As the Internet keeps growing, so does the number of registered domain names. It makes sense, of course. The number of sites grows, so we need more addresses.
We recently mentioned that we are likely to pass 100 million registered domain names across all country-code top level domains this year (ccTLDs, e.g. .de, .cn, .uk, etc.).
A respectable number, but it doesn’t tell the whole story.
.com in a league of its own
A hundred million may seem like a lot, but it also highlights how incredibly dominant the .com TLD is. As of this writing there are almost 104 million registered .com domain names, more than all ccTLDs combined.
This should be seen as more of more a testament to the popularity of .com than any failure on part of ccTLDs.
To put these numbers in perspective, as of Q1 2012 there were a total of 233 million domain names across all TLDs (gTLDs and ccTLDs). So .com has north of 40% of all domain names on the entire Internet.
.com compared with other gTLDs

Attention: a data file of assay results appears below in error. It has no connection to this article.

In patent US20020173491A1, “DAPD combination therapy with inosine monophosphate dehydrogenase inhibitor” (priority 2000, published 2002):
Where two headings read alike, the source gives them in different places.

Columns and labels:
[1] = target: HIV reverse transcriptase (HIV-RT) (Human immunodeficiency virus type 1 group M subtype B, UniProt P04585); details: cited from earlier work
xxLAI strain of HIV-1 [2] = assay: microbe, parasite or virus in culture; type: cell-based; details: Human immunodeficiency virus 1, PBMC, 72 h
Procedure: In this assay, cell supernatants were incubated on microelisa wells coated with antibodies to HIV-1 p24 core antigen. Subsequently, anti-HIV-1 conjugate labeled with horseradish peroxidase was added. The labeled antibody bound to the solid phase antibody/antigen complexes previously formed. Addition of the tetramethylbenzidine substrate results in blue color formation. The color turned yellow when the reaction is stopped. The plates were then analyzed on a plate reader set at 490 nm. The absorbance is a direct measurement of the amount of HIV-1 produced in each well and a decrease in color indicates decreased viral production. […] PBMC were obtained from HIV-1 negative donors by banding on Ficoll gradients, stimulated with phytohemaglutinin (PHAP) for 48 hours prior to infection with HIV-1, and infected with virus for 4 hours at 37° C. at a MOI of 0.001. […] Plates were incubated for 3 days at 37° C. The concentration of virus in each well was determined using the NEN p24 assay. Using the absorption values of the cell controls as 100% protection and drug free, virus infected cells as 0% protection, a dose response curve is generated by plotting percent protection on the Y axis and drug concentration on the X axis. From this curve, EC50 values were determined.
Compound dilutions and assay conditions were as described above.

As you can imagine, .com dominates the generic top-level domains (gTLDs) even more, where it accounts for 74% of all registered domain names. It has seven times as many domain names as .net, the second-largest gTLD.
The number of registered domain names per gTLD are currently as follows:
- .com 103.9 million
- .net 14.7 million
- .org 10.0 million
- .info 7.8 million
- .biz 2.3 million
(There are more gTLDs, we only listed the five largest.)
Will the .com dominance continue?
Even though this has opened up for a more, shall we way, diverse TLD field, Internet users could very well be so used to seeing the .com suffix by now that its dominant position is assured for many years to come.
Crown in top right image via Shutterstock.